The potential of using iron-oxide-rich soils for minimizing the detrimental effects of H2S in freshwater aquaculture systems

Ori Lahav*, Gad Ritvo, Iris Slijper, Giovanni Hearne, Malka Cochva

*Corresponding author for this work

Research output: Contribution to journalArticlepeer-review

22 Scopus citations

Abstract

The potential of using soil rich in iron for controlling hydrogen sulfide concentrations in aquaculture systems was investigated. The sulfide removal capacity of two local soils (Terre Rosse and Bazalt) was compared with four commercially available hematite ores. Terre Rosse soil, with iron content of 8% by mass, showed high reactivity towards sulfide. 57Fe Mössbauer analysis of the soil revealed that the iron content is distributed as hematite (43%), goethite (33%) and iron silicates (24%). Dissolution potential experiments conducted at a high sulfide concentration (1200 mg S l-1 at the end of the reaction) showed that 1 kg of Terre Rosse soil can remove up to 25 g of H2S-S at pH values typical in aquaculture practice (near neutral), and that the reactive iron phase (i.e. the part that reacts with sulfide) is ∼40% of the total iron mass in the soil. The dissolution potential experiments were considered in conjunction with the analysis of the temperature evolution (300-5 K) of the Mössbauer data that also revealed ∼40% of the iron content to exist as nano-structured iron-oxides phases. The anticipated high surface-to-volume ratio and enhanced reactivity of such nanophase iron oxides, compared to bulk "micronic" materials is supposed to be the likely cause of the high reactivity of this soil. In an experiment performed with gradual addition of low sulfide concentrations (up to about 10 mg S l-1) to simulate biological sulfide formation in anaerobic sediments, sulfide breakthrough occurred after the removal of 9.5 g S (kg soil)-1. Under anaerobic conditions, sulfide removal was found to proceed via a redox reaction (end product: elemental sulfur) followed by FeS precipitation. Reaction kinetics was found to be pseudo-first order with respect to the total sulfide concentration. The iron oxides in the soil react rapidly in the presence of sulfide - the reactive iron fraction in the soil dissolves almost completely after about 1 day in the presence of a high sulfide concentration (>0.9 g S l-1). At low concentrations, 2 g of Terre Rosse reduced the sulfide concentration from 200 to about 5 mg S l-1 in around 120 h (solution volume=63 ml). In practical terms, it is hypothesized that an addition of 3 to 4 kg-soil m-2-sediment prior to seasonal de-stratification of fish farming reservoirs will significantly reduce the toxic effects and rapid oxygen consumption rates associated with sulfide dispersal following abrupt mixing of the water column.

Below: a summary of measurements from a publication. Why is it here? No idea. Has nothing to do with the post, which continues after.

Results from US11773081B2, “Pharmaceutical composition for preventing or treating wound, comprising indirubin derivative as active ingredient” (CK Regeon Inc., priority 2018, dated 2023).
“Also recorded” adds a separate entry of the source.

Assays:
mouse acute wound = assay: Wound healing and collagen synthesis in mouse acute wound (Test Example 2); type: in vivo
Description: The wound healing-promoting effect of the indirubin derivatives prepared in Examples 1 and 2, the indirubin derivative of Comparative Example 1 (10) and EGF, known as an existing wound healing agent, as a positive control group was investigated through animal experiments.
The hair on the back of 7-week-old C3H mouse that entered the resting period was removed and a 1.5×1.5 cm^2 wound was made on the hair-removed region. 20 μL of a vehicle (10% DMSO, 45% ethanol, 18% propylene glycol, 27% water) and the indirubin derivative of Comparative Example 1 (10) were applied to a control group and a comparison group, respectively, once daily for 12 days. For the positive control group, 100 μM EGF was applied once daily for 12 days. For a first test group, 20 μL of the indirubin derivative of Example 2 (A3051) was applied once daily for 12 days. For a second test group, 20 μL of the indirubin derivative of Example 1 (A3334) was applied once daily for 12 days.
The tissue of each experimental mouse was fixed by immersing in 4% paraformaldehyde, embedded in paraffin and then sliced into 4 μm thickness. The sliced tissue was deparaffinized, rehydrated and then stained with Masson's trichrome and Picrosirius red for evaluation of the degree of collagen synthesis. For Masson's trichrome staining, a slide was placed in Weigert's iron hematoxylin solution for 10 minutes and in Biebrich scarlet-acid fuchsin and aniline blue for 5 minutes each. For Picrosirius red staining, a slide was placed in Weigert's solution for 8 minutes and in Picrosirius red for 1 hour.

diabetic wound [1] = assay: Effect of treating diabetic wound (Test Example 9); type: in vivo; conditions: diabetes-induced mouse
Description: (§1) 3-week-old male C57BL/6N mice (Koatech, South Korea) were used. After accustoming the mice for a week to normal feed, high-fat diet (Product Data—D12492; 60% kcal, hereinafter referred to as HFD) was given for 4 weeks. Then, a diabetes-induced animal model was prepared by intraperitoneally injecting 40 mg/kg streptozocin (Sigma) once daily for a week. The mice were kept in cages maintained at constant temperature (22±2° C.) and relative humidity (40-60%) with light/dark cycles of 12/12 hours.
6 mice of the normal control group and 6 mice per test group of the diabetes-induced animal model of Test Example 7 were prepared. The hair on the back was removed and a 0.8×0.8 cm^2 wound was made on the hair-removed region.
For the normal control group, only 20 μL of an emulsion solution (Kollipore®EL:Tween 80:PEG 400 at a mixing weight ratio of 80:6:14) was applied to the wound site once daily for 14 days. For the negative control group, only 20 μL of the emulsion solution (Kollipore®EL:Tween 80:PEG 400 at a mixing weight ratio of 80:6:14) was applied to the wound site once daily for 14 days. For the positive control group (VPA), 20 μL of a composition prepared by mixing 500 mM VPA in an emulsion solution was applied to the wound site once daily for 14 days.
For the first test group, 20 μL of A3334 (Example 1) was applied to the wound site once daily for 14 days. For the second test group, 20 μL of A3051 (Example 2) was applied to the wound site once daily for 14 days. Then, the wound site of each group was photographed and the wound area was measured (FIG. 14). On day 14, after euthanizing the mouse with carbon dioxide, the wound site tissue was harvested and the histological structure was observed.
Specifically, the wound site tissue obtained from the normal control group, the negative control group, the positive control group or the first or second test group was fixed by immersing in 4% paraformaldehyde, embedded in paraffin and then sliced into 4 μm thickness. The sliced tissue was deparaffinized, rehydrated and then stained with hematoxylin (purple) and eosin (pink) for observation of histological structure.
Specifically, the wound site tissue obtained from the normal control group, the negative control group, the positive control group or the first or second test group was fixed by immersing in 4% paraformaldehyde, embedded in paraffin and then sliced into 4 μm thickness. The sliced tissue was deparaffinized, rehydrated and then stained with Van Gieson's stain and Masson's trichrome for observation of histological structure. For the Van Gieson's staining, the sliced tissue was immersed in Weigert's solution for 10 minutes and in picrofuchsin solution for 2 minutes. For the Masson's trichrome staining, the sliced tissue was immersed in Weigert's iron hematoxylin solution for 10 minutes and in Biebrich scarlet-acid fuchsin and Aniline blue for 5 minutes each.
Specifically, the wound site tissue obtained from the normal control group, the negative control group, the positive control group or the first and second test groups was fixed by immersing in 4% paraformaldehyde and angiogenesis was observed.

Original languageEnglish
Pages (from-to)263-281
Number of pages19
JournalAquaculture
Volume238
Issue number1-4
DOIs
StatePublished - 1 Sep 2004
Externally publishedYes

Keywords

  • Aquaculture reservoirs
  • Hydrogen sulfide toxicity
  • Iron oxides
  • Sulfide removal

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